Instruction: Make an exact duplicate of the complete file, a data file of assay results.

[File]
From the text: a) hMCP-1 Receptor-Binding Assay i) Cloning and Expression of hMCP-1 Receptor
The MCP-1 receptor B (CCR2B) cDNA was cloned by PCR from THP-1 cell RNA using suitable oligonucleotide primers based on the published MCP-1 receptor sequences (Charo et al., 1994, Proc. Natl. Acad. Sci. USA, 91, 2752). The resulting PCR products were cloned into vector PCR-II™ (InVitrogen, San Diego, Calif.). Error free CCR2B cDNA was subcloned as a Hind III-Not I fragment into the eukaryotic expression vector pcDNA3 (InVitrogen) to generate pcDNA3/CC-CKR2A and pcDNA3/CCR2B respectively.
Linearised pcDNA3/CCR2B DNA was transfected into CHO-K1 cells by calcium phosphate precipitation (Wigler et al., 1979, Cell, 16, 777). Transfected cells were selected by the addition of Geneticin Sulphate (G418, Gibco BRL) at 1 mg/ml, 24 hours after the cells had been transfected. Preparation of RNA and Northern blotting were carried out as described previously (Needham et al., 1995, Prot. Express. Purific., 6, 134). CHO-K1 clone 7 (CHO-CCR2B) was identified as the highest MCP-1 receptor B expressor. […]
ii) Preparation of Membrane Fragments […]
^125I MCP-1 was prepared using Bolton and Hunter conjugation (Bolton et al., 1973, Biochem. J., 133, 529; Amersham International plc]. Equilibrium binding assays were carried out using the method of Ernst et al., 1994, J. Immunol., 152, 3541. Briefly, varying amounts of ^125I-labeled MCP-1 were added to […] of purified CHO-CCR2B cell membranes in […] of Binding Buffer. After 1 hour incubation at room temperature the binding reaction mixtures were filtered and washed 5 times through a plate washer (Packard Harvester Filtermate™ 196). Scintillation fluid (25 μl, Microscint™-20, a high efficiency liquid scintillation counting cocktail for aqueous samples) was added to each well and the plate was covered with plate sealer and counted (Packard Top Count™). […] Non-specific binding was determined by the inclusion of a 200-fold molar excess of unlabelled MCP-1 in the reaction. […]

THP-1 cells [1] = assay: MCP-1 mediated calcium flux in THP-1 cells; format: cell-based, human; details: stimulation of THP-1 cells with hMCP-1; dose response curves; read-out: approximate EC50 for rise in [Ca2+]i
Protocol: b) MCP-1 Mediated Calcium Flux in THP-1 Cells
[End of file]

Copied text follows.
From the text: a) hMCP-1 Receptor-Binding Assay i) Cloning and Expression of hMCP-1 Receptor
The MCP-1 receptor B (CCR2B) cDNA was cloned by PCR from THP-1 cell RNA using suitable oligonucleotide primers based on the published MCP-1 receptor sequences (Charo et al., 1994, Proc. Natl. Acad. Sci. USA, 91, 2752). The resulting PCR products were cloned into vector PCR-II™ (InVitrogen, San Diego, Calif.). Error free CCR2B cDNA was subcloned as a Hind III-Not I fragment into the eukaryotic expression vector pcDNA3 (InVitrogen) to generate pcDNA3/CC-CKR2A and pcDNA3/CCR2B respectively.
Linearised pcDNA3/CCR2B DNA was transfected into CHO-K1 cells by calcium phosphate precipitation (Wigler et al., 1979, Cell, 16, 777). Transfected cells were selected by the addition of Geneticin Sulphate (G418, Gibco BRL) at 1 mg/ml, 24 hours after the cells had been transfected. Preparation of RNA and Northern blotting were carried out as described previously (Needham et al., 1995, Prot. Express. Purific., 6, 134). CHO-K1 clone 7 (CHO-CCR2B) was identified as the highest MCP-1 receptor B expressor. […]
ii) Preparation of Membrane Fragments […]
^125I MCP-1 was prepared using Bolton and Hunter conjugation (Bolton et al., 1973, Biochem. J., 133, 529; Amersham International plc]. Equilibrium binding assays were carried out using the method of Ernst et al., 1994, J. Immunol., 152, 3541. Briefly, varying amounts of ^125I-labeled MCP-1 were added to […] of purified CHO-CCR2B cell membranes in […] of Binding Buffer. After 1 hour incubation at room temperature the binding reaction mixtures were filtered and washed 5 times through a plate washer (Packard Harvester Filtermate™ 196). Scintillation fluid (25 μl, Microscint™-20, a high efficiency liquid scintillation counting cocktail for aqueous samples) was added to each well and the plate was covered with plate sealer and counted (Packard Top Count™). […] Non-specific binding was determined by the inclusion of a 200-fold molar excess of unlabelled MCP-1 in the reaction. […]

THP-1 cells [1] = assay: MCP-1 mediated calcium flux in THP-1 cells; format: cell-based, human; details: stimulation of THP-1 cells with hMCP-1; dose response curves; read-out: approximate EC50 for rise in [Ca2+]i
Protocol: b) MCP-1 Mediated Calcium Flux in THP-1 Cells